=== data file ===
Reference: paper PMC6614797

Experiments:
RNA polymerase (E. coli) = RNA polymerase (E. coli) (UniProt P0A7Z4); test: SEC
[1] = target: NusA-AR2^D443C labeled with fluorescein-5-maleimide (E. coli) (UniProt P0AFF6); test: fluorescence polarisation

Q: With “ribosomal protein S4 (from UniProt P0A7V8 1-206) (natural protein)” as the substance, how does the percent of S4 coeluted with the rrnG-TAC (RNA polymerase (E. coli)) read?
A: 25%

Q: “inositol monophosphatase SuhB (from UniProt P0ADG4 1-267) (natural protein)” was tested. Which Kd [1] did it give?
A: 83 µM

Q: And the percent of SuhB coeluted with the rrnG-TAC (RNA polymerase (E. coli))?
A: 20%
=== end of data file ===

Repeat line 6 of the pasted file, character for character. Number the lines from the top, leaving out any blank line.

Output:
A: 25%